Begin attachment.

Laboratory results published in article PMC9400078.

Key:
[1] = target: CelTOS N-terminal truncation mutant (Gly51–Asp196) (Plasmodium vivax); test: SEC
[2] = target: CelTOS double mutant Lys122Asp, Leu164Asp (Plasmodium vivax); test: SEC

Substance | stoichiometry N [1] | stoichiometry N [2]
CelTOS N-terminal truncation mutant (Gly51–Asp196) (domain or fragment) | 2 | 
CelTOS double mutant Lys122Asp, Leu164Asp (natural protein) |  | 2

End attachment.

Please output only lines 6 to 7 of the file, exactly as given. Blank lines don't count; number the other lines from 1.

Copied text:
CelTOS N-terminal truncation mutant (Gly51–Asp196) (domain or fragment) | 2 | 
CelTOS double mutant Lys122Asp, Leu164Asp (natural protein) |  | 2